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What is Your Dog’s Travel Style?

Choosing places to go with your beloved pet largely depends on the kind of dog you have. And by that I don’t mean only breed, but their personality.

Some dogs are social and love the connection of finding and meeting other doggies on their travels, but some could be anxious and shy.

When you have a social dog, the opportunities and places are endless, but when you have more anxious doggies, things are not that easy.

Understanding the signs of travel anxiety

Some doggies show signs through heavy panting, shaking, salivation or pacing in the car, but some have a true fear and may be expressed through more severe signs such as:

  • Vocalisation
  • Vomiting
  • Not wanting to be touched
  • Crouched down
  • Urination and defecation

In the latter case, they may need a little extra help.

How to lessen travel anxiety

One of the first things is to uncover why your dog may be feeling anxious and try to counter those feelings with good ones or even distractions. Do they have bad memories of being in a car or associations to vets and other situations? Try to change it through positive reinforcement through taking them more frequently to places they enjoy – like a hike, the beach, or a getaway. If that doesn’t do the trick, helping them with other coping mechanisms such as distractions like a bone, favourite toy, words of encouragement or through treatment like anxiety meds like CalmEeze or Rescue Remedy.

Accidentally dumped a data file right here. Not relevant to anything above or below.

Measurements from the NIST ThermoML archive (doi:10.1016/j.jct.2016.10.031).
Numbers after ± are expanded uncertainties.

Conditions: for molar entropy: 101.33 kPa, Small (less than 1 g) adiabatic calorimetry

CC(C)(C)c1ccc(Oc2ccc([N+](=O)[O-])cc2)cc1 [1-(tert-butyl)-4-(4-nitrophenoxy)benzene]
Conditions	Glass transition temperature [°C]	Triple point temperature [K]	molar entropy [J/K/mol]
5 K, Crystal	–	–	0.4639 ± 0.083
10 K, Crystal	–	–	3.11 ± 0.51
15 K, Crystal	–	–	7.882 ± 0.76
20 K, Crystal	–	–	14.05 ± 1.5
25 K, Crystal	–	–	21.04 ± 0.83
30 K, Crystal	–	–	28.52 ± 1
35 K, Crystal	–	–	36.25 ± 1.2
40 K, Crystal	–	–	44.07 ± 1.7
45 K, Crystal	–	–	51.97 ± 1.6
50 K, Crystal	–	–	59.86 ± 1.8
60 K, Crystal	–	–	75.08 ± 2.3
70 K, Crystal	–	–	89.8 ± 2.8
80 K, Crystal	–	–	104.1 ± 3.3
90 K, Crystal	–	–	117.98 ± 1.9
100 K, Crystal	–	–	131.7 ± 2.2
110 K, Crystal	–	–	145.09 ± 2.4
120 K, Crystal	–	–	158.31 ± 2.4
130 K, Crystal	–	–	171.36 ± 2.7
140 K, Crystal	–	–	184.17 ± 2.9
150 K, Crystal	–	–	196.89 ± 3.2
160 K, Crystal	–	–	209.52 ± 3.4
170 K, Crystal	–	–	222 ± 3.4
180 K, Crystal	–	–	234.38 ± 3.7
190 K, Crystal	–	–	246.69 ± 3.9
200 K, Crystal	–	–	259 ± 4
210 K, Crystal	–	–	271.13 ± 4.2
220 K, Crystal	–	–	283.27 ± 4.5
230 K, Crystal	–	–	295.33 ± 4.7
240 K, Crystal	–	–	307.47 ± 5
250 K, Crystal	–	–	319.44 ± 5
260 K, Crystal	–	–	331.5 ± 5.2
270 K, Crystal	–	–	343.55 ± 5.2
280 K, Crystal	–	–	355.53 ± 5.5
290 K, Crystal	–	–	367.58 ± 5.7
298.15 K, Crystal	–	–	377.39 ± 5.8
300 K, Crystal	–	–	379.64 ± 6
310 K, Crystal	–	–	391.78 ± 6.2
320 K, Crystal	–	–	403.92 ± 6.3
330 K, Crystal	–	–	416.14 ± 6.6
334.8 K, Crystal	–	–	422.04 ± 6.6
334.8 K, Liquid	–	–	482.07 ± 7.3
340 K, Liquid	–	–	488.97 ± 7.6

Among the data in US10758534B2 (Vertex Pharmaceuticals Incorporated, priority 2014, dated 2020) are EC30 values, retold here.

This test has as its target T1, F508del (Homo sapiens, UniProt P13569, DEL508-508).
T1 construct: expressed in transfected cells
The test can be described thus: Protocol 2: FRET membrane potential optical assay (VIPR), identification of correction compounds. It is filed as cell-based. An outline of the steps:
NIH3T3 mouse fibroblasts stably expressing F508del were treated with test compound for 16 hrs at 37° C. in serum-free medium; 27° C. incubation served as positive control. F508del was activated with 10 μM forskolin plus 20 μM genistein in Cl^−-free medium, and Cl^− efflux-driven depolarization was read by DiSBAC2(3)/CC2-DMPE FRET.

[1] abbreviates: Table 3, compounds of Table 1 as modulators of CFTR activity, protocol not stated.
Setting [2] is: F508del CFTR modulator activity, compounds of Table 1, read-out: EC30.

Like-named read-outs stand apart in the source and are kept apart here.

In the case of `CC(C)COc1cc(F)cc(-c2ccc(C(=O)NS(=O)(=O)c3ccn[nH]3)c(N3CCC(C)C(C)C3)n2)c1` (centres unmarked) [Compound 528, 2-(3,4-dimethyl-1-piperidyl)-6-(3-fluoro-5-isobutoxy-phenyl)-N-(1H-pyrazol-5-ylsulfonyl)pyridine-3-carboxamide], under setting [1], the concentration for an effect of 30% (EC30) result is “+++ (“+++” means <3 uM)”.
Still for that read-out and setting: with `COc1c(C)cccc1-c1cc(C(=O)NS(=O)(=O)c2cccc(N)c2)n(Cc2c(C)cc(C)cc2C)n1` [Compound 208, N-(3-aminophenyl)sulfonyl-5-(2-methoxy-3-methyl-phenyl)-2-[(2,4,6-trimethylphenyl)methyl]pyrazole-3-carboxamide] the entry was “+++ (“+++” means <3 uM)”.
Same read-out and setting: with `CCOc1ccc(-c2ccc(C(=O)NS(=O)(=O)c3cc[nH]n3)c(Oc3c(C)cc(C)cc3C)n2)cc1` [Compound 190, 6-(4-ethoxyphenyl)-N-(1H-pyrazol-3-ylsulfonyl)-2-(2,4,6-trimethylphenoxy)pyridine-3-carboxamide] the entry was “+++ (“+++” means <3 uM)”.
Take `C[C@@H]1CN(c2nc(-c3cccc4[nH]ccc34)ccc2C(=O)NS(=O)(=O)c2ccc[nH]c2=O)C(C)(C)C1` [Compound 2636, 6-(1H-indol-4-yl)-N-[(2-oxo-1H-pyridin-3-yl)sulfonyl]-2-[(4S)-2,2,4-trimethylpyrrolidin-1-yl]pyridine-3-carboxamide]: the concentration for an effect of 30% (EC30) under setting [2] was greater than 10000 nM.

Places and situations that will enforce a dogs sense of security will greatly assist them to feel more confident and through that, less anxious. You can help them to get there through a lot of patience and building their confidence in little things and places time and time again.

Start small by taking them for short trips in the car around the block, and praising them and rewarding them when you get back home. Then extend the periods and places of travel until the severity of the symptoms has passed.

Best places to go for more anxious pups

When choosing places to go on holiday with your dogs, try to find places that either enhances what they love, or will help them feel secure in similar surroundings to their home environment. For example, if you have an anxious dog, the worst possible getaway for them is a place with no boundary walls and other dogs, where they constantly feel like they have to defend themselves. Instead, choose a getaway where you have your privacy and the place to yourselves; secure boundary walls or fences and no other dogs where they can learn to build their confidence away from their home environment, and learn to have fun.

At Holidawgs we try to review and list places according to what both the pet-parent and furkid’s experience will be like, so both can have a relaxed experience on holiday.

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